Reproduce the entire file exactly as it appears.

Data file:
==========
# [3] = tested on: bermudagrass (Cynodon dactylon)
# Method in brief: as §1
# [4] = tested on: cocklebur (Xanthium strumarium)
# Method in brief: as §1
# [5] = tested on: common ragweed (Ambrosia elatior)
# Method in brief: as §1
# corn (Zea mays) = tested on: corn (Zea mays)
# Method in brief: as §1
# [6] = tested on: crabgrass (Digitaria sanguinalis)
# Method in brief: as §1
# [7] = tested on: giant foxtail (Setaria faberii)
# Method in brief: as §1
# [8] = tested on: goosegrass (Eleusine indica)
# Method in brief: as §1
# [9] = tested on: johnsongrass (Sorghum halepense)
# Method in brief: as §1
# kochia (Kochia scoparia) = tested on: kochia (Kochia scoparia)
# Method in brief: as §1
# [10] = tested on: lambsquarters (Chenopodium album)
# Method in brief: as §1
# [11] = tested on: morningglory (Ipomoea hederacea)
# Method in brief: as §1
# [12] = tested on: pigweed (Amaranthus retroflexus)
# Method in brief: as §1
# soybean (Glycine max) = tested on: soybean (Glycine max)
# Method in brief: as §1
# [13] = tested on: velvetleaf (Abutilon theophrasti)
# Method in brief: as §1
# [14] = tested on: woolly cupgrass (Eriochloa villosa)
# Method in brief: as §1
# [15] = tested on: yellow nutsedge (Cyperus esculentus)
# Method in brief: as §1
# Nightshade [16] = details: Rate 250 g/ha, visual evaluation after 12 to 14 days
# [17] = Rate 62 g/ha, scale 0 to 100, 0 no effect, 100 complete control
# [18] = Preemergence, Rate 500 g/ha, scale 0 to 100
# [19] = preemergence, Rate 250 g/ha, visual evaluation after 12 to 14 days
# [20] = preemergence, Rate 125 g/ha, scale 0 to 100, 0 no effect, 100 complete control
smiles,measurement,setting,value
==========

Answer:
# [3] = tested on: bermudagrass (Cynodon dactylon)
# Method in brief: as §1
# [4] = tested on: cocklebur (Xanthium strumarium)
# Method in brief: as §1
# [5] = tested on: common ragweed (Ambrosia elatior)
# Method in brief: as §1
# corn (Zea mays) = tested on: corn (Zea mays)
# Method in brief: as §1
# [6] = tested on: crabgrass (Digitaria sanguinalis)
# Method in brief: as §1
# [7] = tested on: giant foxtail (Setaria faberii)
# Method in brief: as §1
# [8] = tested on: goosegrass (Eleusine indica)
# Method in brief: as §1
# [9] = tested on: johnsongrass (Sorghum halepense)
# Method in brief: as §1
# kochia (Kochia scoparia) = tested on: kochia (Kochia scoparia)
# Method in brief: as §1
# [10] = tested on: lambsquarters (Chenopodium album)
# Method in brief: as §1
# [11] = tested on: morningglory (Ipomoea hederacea)
# Method in brief: as §1
# [12] = tested on: pigweed (Amaranthus retroflexus)
# Method in brief: as §1
# soybean (Glycine max) = tested on: soybean (Glycine max)
# Method in brief: as §1
# [13] = tested on: velvetleaf (Abutilon theophrasti)
# Method in brief: as §1
# [14] = tested on: woolly cupgrass (Eriochloa villosa)
# Method in brief: as §1
# [15] = tested on: yellow nutsedge (Cyperus esculentus)
# Method in brief: as §1
# Nightshade [16] = details: Rate 250 g/ha, visual evaluation after 12 to 14 days
# [17] = Rate 62 g/ha, scale 0 to 100, 0 no effect, 100 complete control
# [18] = Preemergence, Rate 500 g/ha, scale 0 to 100
# [19] = preemergence, Rate 250 g/ha, visual evaluation after 12 to 14 days
# [20] = preemergence, Rate 125 g/ha, scale 0 to 100, 0 no effect, 100 complete control
smiles,measurement,setting,value